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Down The Rabbit Hole May 31, 2013

Posted by nrhatch in Blogging, Life Balance.
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Lately, I’ve been feeling a bit like Alice.

In Wonderland.

I subscribe to a number of blogs, and read them regularly, often daily.

These beloved bloggers refer to other blogs in their posts (through the giving or receiving of awards, links to related articles, posts by guest bloggers, or re-blogging posts).

Even if my favorite bloggers remain silent, blog titles on side bars catch my eye, screaming out,  “Read me!,” with the same frequency as the Red Queen’s pronouncement, “Off with her head!”

However it happens, while reading one blogger’s blog, something inevitably catches my attention and, like Alice chasing the White Rabbit, I head through yet another cyber-door to see what waits for me there.

Emerging on the other side, I find still more cyber-doors clamoring for attention (“Read me!” “Eat me!”  “Drink me!”) . . . each leading to yet another blog with still more cyber portals to explore.

alice25thIn time, I come full circle, morphing back to familiar territory.

The clock chimes and chides me for spending hours giving chase to White Rabbits while traipsing around cyber croquet courts, cheering for Playing Cards armed with Pink Flamingoes.

Like Alice, I need a pill.

Alice experimented with pills that shrunk her down, down, down, and others that caused her to grow high, higher, highest.

220px-Alice_par_John_Tenniel_27I need a pill that stops the clock in real time so I can explore as many Blog Holes as desired without racing breathlessly back to reality chanting, “I’m late.  I’m late.  Late for an important date.”

Or maybe there’s an App for that?

Aah . . . that’s better!

Reposted for  Sidey’s Weekend Theme ~ Down The Rabbit Hole.

To see a real live Hobbit House, jump down THIS Rabbit Hole.

Illustrations:  Wikipedia ~ Alice’s Adventures in Wonderland & The Mad Hatter (in Public Domain)

Not A Word In 13 Years . . . May 30, 2013

Posted by nrhatch in Life Balance, Magick & Mystery, People.
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IMGP1221In 2000, “L” and her family of 6 (plus her mother) visited us one week after we moved into a new home on the shores of the Chesapeake Bay.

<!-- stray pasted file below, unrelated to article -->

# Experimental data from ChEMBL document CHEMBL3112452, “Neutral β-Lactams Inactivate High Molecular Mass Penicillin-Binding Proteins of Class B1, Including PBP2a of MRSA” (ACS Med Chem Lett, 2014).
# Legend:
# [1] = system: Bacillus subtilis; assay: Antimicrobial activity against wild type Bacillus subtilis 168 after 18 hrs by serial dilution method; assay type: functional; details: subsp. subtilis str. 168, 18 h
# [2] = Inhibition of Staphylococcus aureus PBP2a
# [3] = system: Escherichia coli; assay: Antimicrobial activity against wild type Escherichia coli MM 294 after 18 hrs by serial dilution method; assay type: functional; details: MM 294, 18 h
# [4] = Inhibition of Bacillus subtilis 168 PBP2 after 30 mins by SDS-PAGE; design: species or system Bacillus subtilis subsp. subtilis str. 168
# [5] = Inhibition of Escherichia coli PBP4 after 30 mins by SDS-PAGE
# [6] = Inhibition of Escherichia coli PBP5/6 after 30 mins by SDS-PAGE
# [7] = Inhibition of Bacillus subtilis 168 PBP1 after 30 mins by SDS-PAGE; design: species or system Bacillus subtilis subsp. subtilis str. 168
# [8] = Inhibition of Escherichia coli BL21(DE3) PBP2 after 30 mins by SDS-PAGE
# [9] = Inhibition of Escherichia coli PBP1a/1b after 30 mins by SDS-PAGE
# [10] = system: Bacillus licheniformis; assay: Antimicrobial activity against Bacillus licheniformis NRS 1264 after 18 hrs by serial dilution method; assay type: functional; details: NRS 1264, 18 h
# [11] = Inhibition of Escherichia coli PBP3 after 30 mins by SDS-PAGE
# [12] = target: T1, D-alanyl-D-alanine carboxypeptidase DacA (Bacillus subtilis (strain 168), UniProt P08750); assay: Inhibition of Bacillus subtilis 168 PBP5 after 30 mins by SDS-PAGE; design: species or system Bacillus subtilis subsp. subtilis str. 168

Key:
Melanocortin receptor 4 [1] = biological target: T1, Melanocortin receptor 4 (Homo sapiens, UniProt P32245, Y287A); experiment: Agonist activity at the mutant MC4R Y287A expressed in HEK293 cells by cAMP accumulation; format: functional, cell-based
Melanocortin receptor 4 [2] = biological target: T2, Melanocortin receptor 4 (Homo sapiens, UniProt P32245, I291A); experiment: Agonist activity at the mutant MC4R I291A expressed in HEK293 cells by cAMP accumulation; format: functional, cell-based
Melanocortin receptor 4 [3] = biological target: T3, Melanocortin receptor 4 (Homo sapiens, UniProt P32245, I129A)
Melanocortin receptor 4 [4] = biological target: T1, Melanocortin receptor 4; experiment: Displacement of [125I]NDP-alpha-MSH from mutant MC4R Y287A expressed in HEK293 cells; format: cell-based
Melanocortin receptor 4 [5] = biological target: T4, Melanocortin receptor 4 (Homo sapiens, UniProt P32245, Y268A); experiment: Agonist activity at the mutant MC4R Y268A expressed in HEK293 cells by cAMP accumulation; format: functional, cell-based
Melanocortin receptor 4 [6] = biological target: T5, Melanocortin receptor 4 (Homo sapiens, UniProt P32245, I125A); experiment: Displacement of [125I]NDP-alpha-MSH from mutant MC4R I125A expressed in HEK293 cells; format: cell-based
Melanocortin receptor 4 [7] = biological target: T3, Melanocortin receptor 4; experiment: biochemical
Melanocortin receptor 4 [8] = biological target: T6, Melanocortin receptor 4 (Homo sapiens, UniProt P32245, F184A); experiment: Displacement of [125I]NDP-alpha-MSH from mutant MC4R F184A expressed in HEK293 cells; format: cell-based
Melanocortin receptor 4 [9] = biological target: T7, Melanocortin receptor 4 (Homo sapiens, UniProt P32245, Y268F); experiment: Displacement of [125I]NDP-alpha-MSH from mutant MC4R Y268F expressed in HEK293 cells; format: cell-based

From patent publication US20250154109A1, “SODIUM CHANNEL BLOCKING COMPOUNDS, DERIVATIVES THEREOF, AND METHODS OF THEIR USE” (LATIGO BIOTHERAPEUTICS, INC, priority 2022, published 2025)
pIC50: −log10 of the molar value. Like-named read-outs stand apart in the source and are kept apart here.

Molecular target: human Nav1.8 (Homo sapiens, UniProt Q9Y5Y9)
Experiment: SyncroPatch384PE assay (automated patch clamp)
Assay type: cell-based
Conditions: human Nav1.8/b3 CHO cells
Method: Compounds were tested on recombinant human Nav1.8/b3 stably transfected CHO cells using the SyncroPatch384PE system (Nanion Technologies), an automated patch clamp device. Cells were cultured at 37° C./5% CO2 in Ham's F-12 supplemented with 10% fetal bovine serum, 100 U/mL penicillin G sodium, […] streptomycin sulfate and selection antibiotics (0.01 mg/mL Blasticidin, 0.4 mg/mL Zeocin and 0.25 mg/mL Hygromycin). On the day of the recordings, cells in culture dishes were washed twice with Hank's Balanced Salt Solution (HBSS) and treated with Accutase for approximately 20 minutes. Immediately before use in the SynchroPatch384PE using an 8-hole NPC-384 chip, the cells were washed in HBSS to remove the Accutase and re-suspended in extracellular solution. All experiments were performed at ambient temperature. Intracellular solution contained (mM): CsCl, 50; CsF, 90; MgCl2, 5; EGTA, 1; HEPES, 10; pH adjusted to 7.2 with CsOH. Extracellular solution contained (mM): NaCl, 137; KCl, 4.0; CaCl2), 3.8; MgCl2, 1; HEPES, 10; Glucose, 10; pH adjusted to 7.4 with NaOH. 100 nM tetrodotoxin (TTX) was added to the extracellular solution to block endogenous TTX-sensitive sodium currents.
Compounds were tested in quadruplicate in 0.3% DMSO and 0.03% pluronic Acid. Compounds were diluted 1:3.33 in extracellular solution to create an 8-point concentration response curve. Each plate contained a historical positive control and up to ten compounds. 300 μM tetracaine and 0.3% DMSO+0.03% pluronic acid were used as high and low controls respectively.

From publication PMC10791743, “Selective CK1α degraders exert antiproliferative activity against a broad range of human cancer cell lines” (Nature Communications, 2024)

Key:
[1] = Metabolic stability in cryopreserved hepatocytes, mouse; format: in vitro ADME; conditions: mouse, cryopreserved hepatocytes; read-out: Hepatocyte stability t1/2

I thought we had a fantastic time.

She seemed as friendly when she left as when she arrived.

I never heard from her again.

Not a word in 13 years.

Phone calls, e-mails, letters, holiday missives, and birthday cards all went unanswered.  To this day, I have NO IDEA what happened . . . despite having asked in every way I could think of.

Before we parted ways, L and I had been close friends for 24 years ~ from freshman year in college through moves, marriages, children (hers, not mine), changing philosophies, etc.

She served as a bridesmaid in my wedding.  I sang in her wedding.  She and her husband stayed with us in North Carolina, New Jersey, and Maryland.  We visited her family in Minnesota and at her mother’s house in New Jersey.

We held sleep overs for her kids and attended Batman-themed birthday parties. We visited playgrounds and parks.  We played penny poker.

IMGP1216bAll that stopped in June 2000.

Her four sons, now college-aged and older, friended me on Facebook.

They remember all the good times we had together when they were growing up.

But their mom is still mum.  She hasn’t spoken a word to me in 13 years.

Nada.  Nothing.  Zilch.

And I haven’t a clue as to why she drifted away.
It’s a mystery.

Related post:  Blood On My Tongue (Andra Watkins)

Have you ever had a close friend drift away and disappear “for no reason” you could discern?

Did the two of you ever reunite and re-ignite the friendship?

Wrting Groups May 29, 2013

Posted by nrhatch in Mindfulness, People, Word Play, Writing & Writers.
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Tiggers-R-UsWriting groups are not for everyone.

What I enjoy most about writing is its solitary nature, with nothing between my thoughts and the page but my pen. Writing “by committee” holds no appeal.

Some critiques “bash” the motivation out of would-be writers. Other critiques probably aren’t critical enough.

Due to loyalty, or fear of future reprisals, members may say what the would-be writer WANTS to hear, not what s/he NEEDS to hear.

7dwarfsMeetings are time consuming and often a waste of time ~ social niceties, feigned friendship, and pats on the back (warranted and unwarranted) eat up LOTS of time.

If you’re in the wrong group . . . you hear the wrong advice.

If you hear any advice at all.

When we first moved to Florida, I attended a few meetings of the Gulf Coast Writers.  The group gathers once a month to read their writings to each other amid a smattering of polite applause ~ or deathly silence.

Occasionally, an outside speaker appears to elucidate writers in the group about how to get published  or self-publish their words.

The meeting time, mid-day on Wednesdays, ensures that most members are retired from the workforce . . . with an average age of 73.1 years.

At the second or third meeting I attended, the group discussed holding a Writers Forum on the island.  Excited, I attended the next meeting only to learn that a consensus had been reached to do nothing more than the group was already doing ~ acting as a polite audience for once a month readings.